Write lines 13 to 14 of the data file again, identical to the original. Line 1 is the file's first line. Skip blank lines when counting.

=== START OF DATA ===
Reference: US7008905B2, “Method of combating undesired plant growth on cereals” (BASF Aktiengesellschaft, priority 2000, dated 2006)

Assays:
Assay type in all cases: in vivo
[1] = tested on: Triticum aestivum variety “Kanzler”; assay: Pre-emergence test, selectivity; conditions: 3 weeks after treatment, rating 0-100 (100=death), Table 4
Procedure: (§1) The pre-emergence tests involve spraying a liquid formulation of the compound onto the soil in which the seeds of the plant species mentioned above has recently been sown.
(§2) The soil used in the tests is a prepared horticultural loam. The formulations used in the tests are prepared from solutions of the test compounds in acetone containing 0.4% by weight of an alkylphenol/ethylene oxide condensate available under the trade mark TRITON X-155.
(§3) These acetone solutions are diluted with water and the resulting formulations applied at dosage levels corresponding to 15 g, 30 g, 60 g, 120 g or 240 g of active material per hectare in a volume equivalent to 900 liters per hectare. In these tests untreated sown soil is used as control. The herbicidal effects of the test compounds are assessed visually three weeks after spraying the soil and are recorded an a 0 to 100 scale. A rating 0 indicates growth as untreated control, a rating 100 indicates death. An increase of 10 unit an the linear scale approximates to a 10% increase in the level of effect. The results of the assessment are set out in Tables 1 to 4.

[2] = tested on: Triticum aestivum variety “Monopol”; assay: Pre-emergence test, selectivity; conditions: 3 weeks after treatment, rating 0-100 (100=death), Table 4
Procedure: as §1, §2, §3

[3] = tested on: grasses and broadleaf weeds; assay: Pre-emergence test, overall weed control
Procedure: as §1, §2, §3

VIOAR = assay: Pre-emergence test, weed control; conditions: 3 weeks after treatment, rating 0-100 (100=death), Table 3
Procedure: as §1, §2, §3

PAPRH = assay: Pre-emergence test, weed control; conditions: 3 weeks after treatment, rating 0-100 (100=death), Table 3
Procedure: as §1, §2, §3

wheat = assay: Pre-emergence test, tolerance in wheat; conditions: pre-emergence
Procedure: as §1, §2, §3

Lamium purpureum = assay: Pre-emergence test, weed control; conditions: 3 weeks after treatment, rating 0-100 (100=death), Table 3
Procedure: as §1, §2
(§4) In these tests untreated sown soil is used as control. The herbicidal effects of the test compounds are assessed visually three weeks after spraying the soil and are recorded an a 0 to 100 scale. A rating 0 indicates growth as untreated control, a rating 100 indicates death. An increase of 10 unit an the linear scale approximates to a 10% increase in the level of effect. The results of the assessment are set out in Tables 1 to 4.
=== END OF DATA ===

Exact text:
Procedure: as §1, §2, §3

PAPRH = assay: Pre-emergence test, weed control; conditions: 3 weeks after treatment, rating 0-100 (100=death), Table 3